Difference Maker: Derek Holland
To illustrate that point: in 2009, 2011, and 2012, no Rangers starter had a game with a higher game score than Holland (88, 84, and 83 respectively). However, in those seasons Holland ranked 6th, 4th, and 4th among Rangers starters in ERA for the season. He has the potential to reach the highest of heights among his peers, but has failed to do so for prolonged stretches, or with any measure of consistency.
There is a lot to be said about the mental aspect of the game, from Yogi Berra to sports psychologists, of which I am neither. However, I am a firm believer that a player’s mental approach has a significant impact on his performance on the field.I’ve discussed before how I believe Holland’s career will mirror Cliff Lee’s career, to a degree, containing many peaks and valleys before settling into what he will become. I think Lee’s development of his approach on the mound is a big reason he progressed from being sent down to the minors at age 28 to winning the Cy Young award the next season. For Holland as well it won’t be a physical change, but a mental one that moves him in the right direction.
This year, Holland has committed to the Rangers front office that he is going to focus more of his energy to what he is doing between the lines, and eliminate some of the distractions outside of them. That means no more weekly radio interviews, no more late-night local weather reporting, and maybe-hopefully-probably no more Schwarzenegger impersonations on national television during a playoff game.
The rationale for the change, as explained by Jon Daniels, is simply that for anyone to be great at what they do there comes a point in time when it requires their undivided attention. For a player with Holland’s personality, this may be a challenge, but successfully funneling his energy into a singular pursuit could also pay off with a huge reward.
Causes of Concern
It is not a slam dunk that Holland will be better in 2013. There are certainly many obstacles and warning signs for him to hurdle.
For starters, Holland hit the disabled list for the second time in three years due to issues with his throwing shoulder. Shoulder issues are always more concerning than something with the elbow. The silver lining is that Holland’s shoulder issues in 2012 were not structural, but were classified as fatigue as a result of a stomach virus that caused him to lose a lot of weight and put additional strain on his body.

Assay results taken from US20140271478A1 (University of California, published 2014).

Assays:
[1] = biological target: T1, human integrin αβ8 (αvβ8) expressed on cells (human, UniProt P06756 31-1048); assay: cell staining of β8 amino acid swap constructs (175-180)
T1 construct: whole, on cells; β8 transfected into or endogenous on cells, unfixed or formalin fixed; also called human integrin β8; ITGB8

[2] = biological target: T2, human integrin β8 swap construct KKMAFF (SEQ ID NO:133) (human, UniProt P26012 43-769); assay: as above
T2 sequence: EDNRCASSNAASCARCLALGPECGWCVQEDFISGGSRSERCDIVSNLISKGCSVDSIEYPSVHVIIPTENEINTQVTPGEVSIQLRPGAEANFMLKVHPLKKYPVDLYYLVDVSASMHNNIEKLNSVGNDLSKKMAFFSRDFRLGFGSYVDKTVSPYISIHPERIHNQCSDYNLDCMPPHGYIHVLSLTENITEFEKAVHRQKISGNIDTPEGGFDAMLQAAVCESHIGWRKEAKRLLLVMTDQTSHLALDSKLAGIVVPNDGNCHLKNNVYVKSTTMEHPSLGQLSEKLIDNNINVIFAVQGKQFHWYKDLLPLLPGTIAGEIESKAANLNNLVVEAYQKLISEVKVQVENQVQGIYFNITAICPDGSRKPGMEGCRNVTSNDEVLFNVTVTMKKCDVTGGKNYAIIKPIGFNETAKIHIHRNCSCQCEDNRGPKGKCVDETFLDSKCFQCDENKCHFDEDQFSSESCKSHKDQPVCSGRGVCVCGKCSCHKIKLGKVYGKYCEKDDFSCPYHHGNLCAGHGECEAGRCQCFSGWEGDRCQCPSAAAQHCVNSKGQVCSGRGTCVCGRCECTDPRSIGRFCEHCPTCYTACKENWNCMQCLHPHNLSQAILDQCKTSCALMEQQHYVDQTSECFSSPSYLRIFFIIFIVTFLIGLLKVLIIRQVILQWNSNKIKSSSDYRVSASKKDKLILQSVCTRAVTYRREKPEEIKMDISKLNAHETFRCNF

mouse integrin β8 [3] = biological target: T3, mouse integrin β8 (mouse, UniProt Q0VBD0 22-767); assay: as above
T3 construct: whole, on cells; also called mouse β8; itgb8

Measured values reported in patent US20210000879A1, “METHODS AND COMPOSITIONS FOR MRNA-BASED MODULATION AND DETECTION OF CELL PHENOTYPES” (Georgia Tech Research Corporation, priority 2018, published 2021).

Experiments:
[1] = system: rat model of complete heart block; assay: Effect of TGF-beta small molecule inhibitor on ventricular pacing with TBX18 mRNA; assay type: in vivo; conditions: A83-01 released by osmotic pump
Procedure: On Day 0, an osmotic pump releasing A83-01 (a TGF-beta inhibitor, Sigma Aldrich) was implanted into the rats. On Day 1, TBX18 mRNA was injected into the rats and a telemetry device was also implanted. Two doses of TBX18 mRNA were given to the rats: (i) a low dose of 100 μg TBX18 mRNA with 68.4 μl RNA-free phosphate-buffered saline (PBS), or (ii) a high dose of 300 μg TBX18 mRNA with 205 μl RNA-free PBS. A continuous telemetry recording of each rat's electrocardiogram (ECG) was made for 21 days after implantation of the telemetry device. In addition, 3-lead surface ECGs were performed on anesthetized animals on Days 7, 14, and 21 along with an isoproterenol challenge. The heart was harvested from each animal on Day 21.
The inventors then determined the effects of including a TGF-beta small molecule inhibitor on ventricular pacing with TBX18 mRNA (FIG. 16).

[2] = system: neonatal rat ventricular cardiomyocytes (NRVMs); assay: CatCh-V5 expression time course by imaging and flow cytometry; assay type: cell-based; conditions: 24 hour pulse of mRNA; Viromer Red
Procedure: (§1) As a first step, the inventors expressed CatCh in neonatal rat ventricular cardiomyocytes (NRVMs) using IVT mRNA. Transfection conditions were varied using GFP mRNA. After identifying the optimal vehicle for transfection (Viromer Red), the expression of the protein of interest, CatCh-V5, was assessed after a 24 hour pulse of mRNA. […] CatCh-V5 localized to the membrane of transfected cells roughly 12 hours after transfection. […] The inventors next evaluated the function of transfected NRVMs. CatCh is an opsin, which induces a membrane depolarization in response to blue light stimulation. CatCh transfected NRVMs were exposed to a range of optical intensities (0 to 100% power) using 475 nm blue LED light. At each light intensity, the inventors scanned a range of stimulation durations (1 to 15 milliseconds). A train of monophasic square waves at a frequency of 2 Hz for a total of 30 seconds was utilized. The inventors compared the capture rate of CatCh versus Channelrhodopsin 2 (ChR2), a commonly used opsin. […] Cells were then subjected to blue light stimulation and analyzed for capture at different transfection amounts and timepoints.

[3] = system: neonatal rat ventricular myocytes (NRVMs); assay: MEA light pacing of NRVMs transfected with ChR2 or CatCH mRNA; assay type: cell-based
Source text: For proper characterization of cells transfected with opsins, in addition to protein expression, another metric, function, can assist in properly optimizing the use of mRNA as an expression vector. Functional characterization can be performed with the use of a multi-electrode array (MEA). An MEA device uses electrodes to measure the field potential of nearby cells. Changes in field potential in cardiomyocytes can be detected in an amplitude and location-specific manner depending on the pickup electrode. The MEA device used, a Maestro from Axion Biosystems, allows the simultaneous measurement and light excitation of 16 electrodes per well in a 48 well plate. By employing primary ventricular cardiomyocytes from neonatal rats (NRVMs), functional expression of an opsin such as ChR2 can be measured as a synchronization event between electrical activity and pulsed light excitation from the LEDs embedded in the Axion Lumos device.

Holland wound up with a 4.67 ERA in 2012, and it’s not as though he was obviously unlucky. Holland’s ground ball rate dropped from 46.4% in 2011 to 43.1% in 2012, which makes 2011 the anomaly in his career and 43% closer to the norm. The reduction in ground balls is a big reason Holland’s home ERA was 5.55 in 2012, despite a serviceable 3.65 on the road. His BABIP rate in 2012 was .261, well below his career average of .294. There is not much there that points to his 2012 struggles being misfortune that will vanish the following year.
The blow-up game has long been a part of the Derek Holland story. His manager has often commented on Holland’s struggles to finish an at-bat once he gets to two strikes, or an inning once he collects two outs. Ron Washington has made more mound visits to Holland without removing him, just to help him regain his focus (a habit that I want to see go away in 2013 — take off the training wheels) than all the other Rangers pitchers combined. Holland had six starts in 2012 of allowing at least six runs. If he never gets away from those blow-up games, he’ll never reach the level of consistency we all want to see out of him.
Areas for Improvement
Looking at his stat sheet, to go along with the obvious causes of concern, there are some metrics that we can look to as highlighting progress Holland has already made, or negative trends that shouldn’t be sustainable.
Perhaps the biggest downfalls of 2012 for Holland were home runs and his performance with men on base.
Of balls put in play against Holland, 40% of them were fly balls (up from 34% in 2011). His HR/fly ball rate jumped to a career-worst 15%. Where Holland got into the most trouble with the home run was on his off-speed and breaking pitches. A 15% HR/FB ratio should come down, particularly if Holland leaves less soft stuff floating out over the plate.
With runners in scoring position, opposing batters hit an astronomical .333/.365/.667 off of Holland in 2012. There is nothing to suggest that Holland has always struggled this mightily pitching with runners on base. There is certainly nowhere to go for this area of performance but for it to improve in 2013.
Holland also improved his K% and BB% in 2012 over 2011, which are both positive signs for a pitcher in his physical prime years.
The last game that Holland pitched before the 2012 season began was perhaps the greatest game pitched in Texas Rangers history. He went 8.1 shutout innings in World Series Game 4, allowing two hits and two walks, while striking out seven. This put the finishing touches on a second half of the 2011 season in which Holland went 10-1 in 15 starts with a 2.77 ERA, including three complete game shutouts.
2012 was supposed to be the year that Holland built on all of that goodness from the end of 2011, and potentially step into the leading role of the Rangers rotation.
Now, in 2013, the expectation levels for Holland are nowhere close to what they were one year ago. Many have written Holland off, saying that after 570 MLB innings we know he is never going to be more than what he is. Holland knows this, and according to Daniels, “He gives off the vibe that he has something to prove.”
I like a player that is playing like he has something to prove. One way or another, he’ll prove something, but I tend to think he’ll prove that he can still be a difference maker on this club for years to come.